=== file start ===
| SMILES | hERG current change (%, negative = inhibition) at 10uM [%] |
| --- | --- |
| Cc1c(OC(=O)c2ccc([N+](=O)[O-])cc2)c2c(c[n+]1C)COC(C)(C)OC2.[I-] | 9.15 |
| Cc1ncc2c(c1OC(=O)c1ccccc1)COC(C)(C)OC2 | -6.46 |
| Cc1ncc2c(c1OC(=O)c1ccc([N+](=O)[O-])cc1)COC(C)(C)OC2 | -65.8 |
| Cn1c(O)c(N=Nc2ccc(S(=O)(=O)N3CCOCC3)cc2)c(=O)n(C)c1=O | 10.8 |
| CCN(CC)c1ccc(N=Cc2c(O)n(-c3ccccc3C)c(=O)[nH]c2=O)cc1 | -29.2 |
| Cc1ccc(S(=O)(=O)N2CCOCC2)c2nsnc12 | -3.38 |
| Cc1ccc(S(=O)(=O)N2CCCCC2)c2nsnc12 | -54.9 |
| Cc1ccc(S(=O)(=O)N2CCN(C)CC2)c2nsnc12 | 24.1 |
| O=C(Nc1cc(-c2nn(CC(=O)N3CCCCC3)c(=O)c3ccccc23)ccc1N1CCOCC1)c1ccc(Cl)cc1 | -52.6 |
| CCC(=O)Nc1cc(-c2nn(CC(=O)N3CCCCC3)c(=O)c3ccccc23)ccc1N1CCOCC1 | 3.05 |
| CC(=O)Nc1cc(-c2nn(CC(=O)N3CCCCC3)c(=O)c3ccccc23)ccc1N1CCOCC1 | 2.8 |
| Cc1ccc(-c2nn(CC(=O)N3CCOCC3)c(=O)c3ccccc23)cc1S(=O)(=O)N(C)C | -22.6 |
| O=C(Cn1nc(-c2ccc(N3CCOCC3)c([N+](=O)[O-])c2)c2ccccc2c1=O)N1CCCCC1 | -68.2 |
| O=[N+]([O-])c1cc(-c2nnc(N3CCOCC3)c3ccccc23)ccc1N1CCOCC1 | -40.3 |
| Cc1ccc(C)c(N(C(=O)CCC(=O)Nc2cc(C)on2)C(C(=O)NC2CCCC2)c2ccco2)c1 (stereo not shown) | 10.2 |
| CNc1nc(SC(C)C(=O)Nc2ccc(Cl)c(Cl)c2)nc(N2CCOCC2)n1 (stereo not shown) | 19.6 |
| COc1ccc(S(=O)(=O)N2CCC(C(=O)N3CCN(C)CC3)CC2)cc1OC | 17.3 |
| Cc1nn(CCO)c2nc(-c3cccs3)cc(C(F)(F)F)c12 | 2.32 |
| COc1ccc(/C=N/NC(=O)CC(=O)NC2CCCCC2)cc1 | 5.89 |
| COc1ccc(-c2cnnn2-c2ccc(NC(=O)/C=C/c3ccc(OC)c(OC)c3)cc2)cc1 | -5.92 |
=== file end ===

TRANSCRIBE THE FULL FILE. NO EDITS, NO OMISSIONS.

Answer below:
| SMILES | hERG current change (%, negative = inhibition) at 10uM [%] |
| --- | --- |
| Cc1c(OC(=O)c2ccc([N+](=O)[O-])cc2)c2c(c[n+]1C)COC(C)(C)OC2.[I-] | 9.15 |
| Cc1ncc2c(c1OC(=O)c1ccccc1)COC(C)(C)OC2 | -6.46 |
| Cc1ncc2c(c1OC(=O)c1ccc([N+](=O)[O-])cc1)COC(C)(C)OC2 | -65.8 |
| Cn1c(O)c(N=Nc2ccc(S(=O)(=O)N3CCOCC3)cc2)c(=O)n(C)c1=O | 10.8 |
| CCN(CC)c1ccc(N=Cc2c(O)n(-c3ccccc3C)c(=O)[nH]c2=O)cc1 | -29.2 |
| Cc1ccc(S(=O)(=O)N2CCOCC2)c2nsnc12 | -3.38 |
| Cc1ccc(S(=O)(=O)N2CCCCC2)c2nsnc12 | -54.9 |
| Cc1ccc(S(=O)(=O)N2CCN(C)CC2)c2nsnc12 | 24.1 |
| O=C(Nc1cc(-c2nn(CC(=O)N3CCCCC3)c(=O)c3ccccc23)ccc1N1CCOCC1)c1ccc(Cl)cc1 | -52.6 |
| CCC(=O)Nc1cc(-c2nn(CC(=O)N3CCCCC3)c(=O)c3ccccc23)ccc1N1CCOCC1 | 3.05 |
| CC(=O)Nc1cc(-c2nn(CC(=O)N3CCCCC3)c(=O)c3ccccc23)ccc1N1CCOCC1 | 2.8 |
| Cc1ccc(-c2nn(CC(=O)N3CCOCC3)c(=O)c3ccccc23)cc1S(=O)(=O)N(C)C | -22.6 |
| O=C(Cn1nc(-c2ccc(N3CCOCC3)c([N+](=O)[O-])c2)c2ccccc2c1=O)N1CCCCC1 | -68.2 |
| O=[N+]([O-])c1cc(-c2nnc(N3CCOCC3)c3ccccc23)ccc1N1CCOCC1 | -40.3 |
| Cc1ccc(C)c(N(C(=O)CCC(=O)Nc2cc(C)on2)C(C(=O)NC2CCCC2)c2ccco2)c1 (stereo not shown) | 10.2 |
| CNc1nc(SC(C)C(=O)Nc2ccc(Cl)c(Cl)c2)nc(N2CCOCC2)n1 (stereo not shown) | 19.6 |
| COc1ccc(S(=O)(=O)N2CCC(C(=O)N3CCN(C)CC3)CC2)cc1OC | 17.3 |
| Cc1nn(CCO)c2nc(-c3cccs3)cc(C(F)(F)F)c12 | 2.32 |
| COc1ccc(/C=N/NC(=O)CC(=O)NC2CCCCC2)cc1 | 5.89 |
| COc1ccc(-c2cnnn2-c2ccc(NC(=O)/C=C/c3ccc(OC)c(OC)c3)cc2)cc1 | -5.92 |